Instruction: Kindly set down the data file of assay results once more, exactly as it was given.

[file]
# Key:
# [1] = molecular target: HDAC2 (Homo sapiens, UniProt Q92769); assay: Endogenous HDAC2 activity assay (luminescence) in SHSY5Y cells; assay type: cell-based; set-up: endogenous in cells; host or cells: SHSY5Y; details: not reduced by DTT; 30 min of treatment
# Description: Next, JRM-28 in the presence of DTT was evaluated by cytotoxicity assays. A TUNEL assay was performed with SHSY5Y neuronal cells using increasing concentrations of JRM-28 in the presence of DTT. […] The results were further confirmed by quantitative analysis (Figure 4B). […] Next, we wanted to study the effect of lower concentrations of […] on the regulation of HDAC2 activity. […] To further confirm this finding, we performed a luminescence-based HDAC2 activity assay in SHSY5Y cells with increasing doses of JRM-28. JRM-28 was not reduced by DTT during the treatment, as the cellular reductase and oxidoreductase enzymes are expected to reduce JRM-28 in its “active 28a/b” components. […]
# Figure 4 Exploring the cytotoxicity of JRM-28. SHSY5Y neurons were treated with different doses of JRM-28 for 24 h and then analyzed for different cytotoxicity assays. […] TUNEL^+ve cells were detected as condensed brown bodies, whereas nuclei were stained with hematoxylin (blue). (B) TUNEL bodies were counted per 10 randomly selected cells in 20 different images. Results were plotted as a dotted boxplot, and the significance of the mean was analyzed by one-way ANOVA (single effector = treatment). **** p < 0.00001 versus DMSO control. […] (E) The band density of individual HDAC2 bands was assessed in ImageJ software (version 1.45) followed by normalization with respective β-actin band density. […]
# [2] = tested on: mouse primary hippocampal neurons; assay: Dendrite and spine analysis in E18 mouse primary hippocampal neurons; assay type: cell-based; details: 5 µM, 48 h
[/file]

# Key:
# [1] = molecular target: HDAC2 (Homo sapiens, UniProt Q92769); assay: Endogenous HDAC2 activity assay (luminescence) in SHSY5Y cells; assay type: cell-based; set-up: endogenous in cells; host or cells: SHSY5Y; details: not reduced by DTT; 30 min of treatment
# Description: Next, JRM-28 in the presence of DTT was evaluated by cytotoxicity assays. A TUNEL assay was performed with SHSY5Y neuronal cells using increasing concentrations of JRM-28 in the presence of DTT. […] The results were further confirmed by quantitative analysis (Figure 4B). […] Next, we wanted to study the effect of lower concentrations of […] on the regulation of HDAC2 activity. […] To further confirm this finding, we performed a luminescence-based HDAC2 activity assay in SHSY5Y cells with increasing doses of JRM-28. JRM-28 was not reduced by DTT during the treatment, as the cellular reductase and oxidoreductase enzymes are expected to reduce JRM-28 in its “active 28a/b” components. […]
# Figure 4 Exploring the cytotoxicity of JRM-28. SHSY5Y neurons were treated with different doses of JRM-28 for 24 h and then analyzed for different cytotoxicity assays. […] TUNEL^+ve cells were detected as condensed brown bodies, whereas nuclei were stained with hematoxylin (blue). (B) TUNEL bodies were counted per 10 randomly selected cells in 20 different images. Results were plotted as a dotted boxplot, and the significance of the mean was analyzed by one-way ANOVA (single effector = treatment). **** p < 0.00001 versus DMSO control. […] (E) The band density of individual HDAC2 bands was assessed in ImageJ software (version 1.45) followed by normalization with respective β-actin band density. […]
# [2] = tested on: mouse primary hippocampal neurons; assay: Dendrite and spine analysis in E18 mouse primary hippocampal neurons; assay type: cell-based; details: 5 µM, 48 h